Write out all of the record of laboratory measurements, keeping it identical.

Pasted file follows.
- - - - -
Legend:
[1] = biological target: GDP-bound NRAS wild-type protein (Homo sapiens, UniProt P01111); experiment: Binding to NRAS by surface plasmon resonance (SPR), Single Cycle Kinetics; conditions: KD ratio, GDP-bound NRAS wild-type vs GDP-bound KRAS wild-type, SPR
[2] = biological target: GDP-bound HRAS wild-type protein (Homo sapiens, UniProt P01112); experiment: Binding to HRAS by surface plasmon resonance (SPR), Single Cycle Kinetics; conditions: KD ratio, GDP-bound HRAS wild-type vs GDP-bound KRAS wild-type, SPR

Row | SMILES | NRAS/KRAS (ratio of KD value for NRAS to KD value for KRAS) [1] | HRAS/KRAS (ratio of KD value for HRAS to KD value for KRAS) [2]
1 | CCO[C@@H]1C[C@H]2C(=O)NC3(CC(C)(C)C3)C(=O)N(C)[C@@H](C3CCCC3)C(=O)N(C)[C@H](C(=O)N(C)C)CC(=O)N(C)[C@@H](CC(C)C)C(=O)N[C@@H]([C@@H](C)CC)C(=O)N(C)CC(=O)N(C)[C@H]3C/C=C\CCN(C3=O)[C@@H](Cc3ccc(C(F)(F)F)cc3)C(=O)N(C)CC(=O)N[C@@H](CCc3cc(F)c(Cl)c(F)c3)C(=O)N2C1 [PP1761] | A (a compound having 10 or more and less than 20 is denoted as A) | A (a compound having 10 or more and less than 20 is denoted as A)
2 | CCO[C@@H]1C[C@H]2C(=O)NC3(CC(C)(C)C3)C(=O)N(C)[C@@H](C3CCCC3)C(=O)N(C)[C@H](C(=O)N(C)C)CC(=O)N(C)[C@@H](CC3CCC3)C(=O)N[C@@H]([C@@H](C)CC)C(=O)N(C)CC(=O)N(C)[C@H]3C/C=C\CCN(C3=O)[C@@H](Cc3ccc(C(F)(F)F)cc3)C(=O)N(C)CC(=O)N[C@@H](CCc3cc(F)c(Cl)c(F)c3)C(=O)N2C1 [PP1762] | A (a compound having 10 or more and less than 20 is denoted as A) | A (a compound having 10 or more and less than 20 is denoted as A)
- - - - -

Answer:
Legend:
[1] = biological target: GDP-bound NRAS wild-type protein (Homo sapiens, UniProt P01111); experiment: Binding to NRAS by surface plasmon resonance (SPR), Single Cycle Kinetics; conditions: KD ratio, GDP-bound NRAS wild-type vs GDP-bound KRAS wild-type, SPR
[2] = biological target: GDP-bound HRAS wild-type protein (Homo sapiens, UniProt P01112); experiment: Binding to HRAS by surface plasmon resonance (SPR), Single Cycle Kinetics; conditions: KD ratio, GDP-bound HRAS wild-type vs GDP-bound KRAS wild-type, SPR

Row | SMILES | NRAS/KRAS (ratio of KD value for NRAS to KD value for KRAS) [1] | HRAS/KRAS (ratio of KD value for HRAS to KD value for KRAS) [2]
1 | CCO[C@@H]1C[C@H]2C(=O)NC3(CC(C)(C)C3)C(=O)N(C)[C@@H](C3CCCC3)C(=O)N(C)[C@H](C(=O)N(C)C)CC(=O)N(C)[C@@H](CC(C)C)C(=O)N[C@@H]([C@@H](C)CC)C(=O)N(C)CC(=O)N(C)[C@H]3C/C=C\CCN(C3=O)[C@@H](Cc3ccc(C(F)(F)F)cc3)C(=O)N(C)CC(=O)N[C@@H](CCc3cc(F)c(Cl)c(F)c3)C(=O)N2C1 [PP1761] | A (a compound having 10 or more and less than 20 is denoted as A) | A (a compound having 10 or more and less than 20 is denoted as A)
2 | CCO[C@@H]1C[C@H]2C(=O)NC3(CC(C)(C)C3)C(=O)N(C)[C@@H](C3CCCC3)C(=O)N(C)[C@H](C(=O)N(C)C)CC(=O)N(C)[C@@H](CC3CCC3)C(=O)N[C@@H]([C@@H](C)CC)C(=O)N(C)CC(=O)N(C)[C@H]3C/C=C\CCN(C3=O)[C@@H](Cc3ccc(C(F)(F)F)cc3)C(=O)N(C)CC(=O)N[C@@H](CCc3cc(F)c(Cl)c(F)c3)C(=O)N2C1 [PP1762] | A (a compound having 10 or more and less than 20 is denoted as A) | A (a compound having 10 or more and less than 20 is denoted as A)